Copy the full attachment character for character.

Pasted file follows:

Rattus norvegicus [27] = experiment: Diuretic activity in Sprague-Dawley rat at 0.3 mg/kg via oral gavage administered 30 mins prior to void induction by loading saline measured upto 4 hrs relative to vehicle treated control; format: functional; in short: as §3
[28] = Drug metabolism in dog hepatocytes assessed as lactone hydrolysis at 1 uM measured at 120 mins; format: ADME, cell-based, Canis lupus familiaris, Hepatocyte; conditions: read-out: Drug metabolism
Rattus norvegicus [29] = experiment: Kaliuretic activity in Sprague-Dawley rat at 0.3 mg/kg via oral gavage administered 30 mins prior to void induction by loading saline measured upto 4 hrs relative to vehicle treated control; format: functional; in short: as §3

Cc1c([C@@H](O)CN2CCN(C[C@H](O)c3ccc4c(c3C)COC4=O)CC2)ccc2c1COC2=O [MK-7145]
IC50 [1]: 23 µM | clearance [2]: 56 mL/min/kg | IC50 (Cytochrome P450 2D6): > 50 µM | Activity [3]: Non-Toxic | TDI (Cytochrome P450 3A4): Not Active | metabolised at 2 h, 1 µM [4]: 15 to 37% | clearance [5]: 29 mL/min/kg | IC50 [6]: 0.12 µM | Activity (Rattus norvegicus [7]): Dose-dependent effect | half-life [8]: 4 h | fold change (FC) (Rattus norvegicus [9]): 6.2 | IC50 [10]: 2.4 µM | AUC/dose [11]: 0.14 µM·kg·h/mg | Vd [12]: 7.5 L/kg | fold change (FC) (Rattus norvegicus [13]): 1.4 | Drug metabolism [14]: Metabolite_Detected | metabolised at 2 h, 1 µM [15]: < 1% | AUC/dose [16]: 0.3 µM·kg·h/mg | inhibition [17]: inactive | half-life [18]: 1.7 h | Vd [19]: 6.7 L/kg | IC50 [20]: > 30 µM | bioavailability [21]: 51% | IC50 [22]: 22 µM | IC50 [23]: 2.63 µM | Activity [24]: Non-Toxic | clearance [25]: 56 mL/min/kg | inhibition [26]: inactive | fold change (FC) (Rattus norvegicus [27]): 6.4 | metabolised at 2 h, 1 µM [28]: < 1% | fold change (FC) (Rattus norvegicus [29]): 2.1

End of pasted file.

Rattus norvegicus [27] = experiment: Diuretic activity in Sprague-Dawley rat at 0.3 mg/kg via oral gavage administered 30 mins prior to void induction by loading saline measured upto 4 hrs relative to vehicle treated control; format: functional; in short: as §3
[28] = Drug metabolism in dog hepatocytes assessed as lactone hydrolysis at 1 uM measured at 120 mins; format: ADME, cell-based, Canis lupus familiaris, Hepatocyte; conditions: read-out: Drug metabolism
Rattus norvegicus [29] = experiment: Kaliuretic activity in Sprague-Dawley rat at 0.3 mg/kg via oral gavage administered 30 mins prior to void induction by loading saline measured upto 4 hrs relative to vehicle treated control; format: functional; in short: as §3

Cc1c([C@@H](O)CN2CCN(C[C@H](O)c3ccc4c(c3C)COC4=O)CC2)ccc2c1COC2=O [MK-7145]
IC50 [1]: 23 µM | clearance [2]: 56 mL/min/kg | IC50 (Cytochrome P450 2D6): > 50 µM | Activity [3]: Non-Toxic | TDI (Cytochrome P450 3A4): Not Active | metabolised at 2 h, 1 µM [4]: 15 to 37% | clearance [5]: 29 mL/min/kg | IC50 [6]: 0.12 µM | Activity (Rattus norvegicus [7]): Dose-dependent effect | half-life [8]: 4 h | fold change (FC) (Rattus norvegicus [9]): 6.2 | IC50 [10]: 2.4 µM | AUC/dose [11]: 0.14 µM·kg·h/mg | Vd [12]: 7.5 L/kg | fold change (FC) (Rattus norvegicus [13]): 1.4 | Drug metabolism [14]: Metabolite_Detected | metabolised at 2 h, 1 µM [15]: < 1% | AUC/dose [16]: 0.3 µM·kg·h/mg | inhibition [17]: inactive | half-life [18]: 1.7 h | Vd [19]: 6.7 L/kg | IC50 [20]: > 30 µM | bioavailability [21]: 51% | IC50 [22]: 22 µM | IC50 [23]: 2.63 µM | Activity [24]: Non-Toxic | clearance [25]: 56 mL/min/kg | inhibition [26]: inactive | fold change (FC) (Rattus norvegicus [27]): 6.4 | metabolised at 2 h, 1 µM [28]: < 1% | fold change (FC) (Rattus norvegicus [29]): 2.1